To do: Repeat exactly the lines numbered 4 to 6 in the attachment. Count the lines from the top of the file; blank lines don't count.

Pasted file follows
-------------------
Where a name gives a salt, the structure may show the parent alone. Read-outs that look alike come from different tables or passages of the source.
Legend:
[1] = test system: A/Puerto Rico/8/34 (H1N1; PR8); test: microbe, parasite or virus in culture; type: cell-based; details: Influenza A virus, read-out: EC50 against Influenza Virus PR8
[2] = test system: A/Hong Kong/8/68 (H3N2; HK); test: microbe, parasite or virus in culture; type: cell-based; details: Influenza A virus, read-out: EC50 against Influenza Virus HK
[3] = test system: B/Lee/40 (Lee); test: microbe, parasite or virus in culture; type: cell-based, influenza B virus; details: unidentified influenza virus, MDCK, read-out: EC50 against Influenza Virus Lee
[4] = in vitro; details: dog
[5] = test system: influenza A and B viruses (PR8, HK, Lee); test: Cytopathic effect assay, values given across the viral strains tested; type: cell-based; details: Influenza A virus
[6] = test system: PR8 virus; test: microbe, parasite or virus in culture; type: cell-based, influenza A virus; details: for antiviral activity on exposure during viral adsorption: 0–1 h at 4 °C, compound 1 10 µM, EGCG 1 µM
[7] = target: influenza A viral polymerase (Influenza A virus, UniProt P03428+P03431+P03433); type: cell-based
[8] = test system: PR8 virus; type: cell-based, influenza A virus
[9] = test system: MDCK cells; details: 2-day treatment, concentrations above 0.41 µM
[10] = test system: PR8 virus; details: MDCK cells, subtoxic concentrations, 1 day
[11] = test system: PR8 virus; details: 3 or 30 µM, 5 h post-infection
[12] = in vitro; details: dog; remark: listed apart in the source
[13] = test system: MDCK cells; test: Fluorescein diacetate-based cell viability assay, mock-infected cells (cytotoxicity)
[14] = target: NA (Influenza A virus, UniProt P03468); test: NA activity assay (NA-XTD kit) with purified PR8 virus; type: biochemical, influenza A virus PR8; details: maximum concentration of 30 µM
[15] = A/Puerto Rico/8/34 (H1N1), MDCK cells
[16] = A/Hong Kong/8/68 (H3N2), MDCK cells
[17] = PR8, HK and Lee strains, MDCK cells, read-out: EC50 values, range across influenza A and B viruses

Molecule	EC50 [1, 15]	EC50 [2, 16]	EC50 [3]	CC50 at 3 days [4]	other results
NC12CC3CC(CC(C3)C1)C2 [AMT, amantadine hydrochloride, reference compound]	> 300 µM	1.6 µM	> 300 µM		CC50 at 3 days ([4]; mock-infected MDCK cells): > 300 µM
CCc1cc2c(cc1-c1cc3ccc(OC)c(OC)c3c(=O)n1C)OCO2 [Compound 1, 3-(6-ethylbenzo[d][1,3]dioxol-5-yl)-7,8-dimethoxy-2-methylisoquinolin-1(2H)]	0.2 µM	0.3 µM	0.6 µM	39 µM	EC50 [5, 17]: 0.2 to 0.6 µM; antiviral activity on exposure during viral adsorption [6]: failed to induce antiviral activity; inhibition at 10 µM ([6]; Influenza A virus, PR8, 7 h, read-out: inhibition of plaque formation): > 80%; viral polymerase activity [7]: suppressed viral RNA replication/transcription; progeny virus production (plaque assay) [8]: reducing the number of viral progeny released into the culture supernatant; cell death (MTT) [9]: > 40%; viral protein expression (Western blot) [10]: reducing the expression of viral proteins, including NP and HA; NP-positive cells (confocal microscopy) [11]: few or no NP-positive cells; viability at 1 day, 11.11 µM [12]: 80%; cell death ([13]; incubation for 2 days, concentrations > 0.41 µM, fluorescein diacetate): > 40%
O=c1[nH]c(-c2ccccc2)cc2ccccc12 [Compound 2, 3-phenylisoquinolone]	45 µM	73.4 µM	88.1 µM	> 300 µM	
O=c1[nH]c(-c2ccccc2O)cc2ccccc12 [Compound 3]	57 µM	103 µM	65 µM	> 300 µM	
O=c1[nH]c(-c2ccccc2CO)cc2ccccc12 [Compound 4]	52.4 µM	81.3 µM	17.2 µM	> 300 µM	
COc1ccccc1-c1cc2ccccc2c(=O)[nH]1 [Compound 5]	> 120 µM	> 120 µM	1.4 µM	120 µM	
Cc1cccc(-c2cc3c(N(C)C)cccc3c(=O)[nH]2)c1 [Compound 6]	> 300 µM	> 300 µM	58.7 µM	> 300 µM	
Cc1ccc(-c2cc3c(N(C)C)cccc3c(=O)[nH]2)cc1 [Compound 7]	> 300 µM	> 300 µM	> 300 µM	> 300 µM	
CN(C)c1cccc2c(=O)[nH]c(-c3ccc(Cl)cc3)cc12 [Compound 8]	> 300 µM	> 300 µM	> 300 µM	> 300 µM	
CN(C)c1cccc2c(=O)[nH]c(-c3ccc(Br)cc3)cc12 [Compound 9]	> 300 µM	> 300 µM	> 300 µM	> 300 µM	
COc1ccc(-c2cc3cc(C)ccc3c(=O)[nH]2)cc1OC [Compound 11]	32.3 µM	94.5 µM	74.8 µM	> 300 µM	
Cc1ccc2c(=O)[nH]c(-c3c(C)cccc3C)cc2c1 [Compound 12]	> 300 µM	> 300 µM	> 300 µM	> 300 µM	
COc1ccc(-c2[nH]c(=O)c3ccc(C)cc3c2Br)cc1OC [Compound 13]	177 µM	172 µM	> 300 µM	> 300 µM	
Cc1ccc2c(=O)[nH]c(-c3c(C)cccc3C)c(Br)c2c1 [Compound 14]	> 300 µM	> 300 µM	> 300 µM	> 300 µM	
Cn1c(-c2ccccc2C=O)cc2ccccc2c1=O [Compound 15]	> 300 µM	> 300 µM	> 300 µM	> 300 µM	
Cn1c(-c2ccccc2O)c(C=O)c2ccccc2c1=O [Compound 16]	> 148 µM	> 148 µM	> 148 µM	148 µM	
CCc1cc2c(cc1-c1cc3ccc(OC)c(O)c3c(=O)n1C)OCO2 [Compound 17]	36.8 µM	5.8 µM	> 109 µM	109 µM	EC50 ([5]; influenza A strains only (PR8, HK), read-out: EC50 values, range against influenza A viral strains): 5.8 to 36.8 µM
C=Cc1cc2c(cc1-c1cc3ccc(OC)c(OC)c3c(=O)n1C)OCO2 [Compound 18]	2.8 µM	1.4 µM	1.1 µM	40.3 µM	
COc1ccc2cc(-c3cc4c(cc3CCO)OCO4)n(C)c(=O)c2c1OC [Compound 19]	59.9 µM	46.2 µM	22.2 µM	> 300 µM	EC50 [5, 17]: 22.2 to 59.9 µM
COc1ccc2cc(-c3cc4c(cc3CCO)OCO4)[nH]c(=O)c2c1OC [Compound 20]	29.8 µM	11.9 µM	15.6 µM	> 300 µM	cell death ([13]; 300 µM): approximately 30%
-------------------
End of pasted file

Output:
[2] = test system: A/Hong Kong/8/68 (H3N2; HK); test: microbe, parasite or virus in culture; type: cell-based; details: Influenza A virus, read-out: EC50 against Influenza Virus HK
[3] = test system: B/Lee/40 (Lee); test: microbe, parasite or virus in culture; type: cell-based, influenza B virus; details: unidentified influenza virus, MDCK, read-out: EC50 against Influenza Virus Lee
[4] = in vitro; details: dog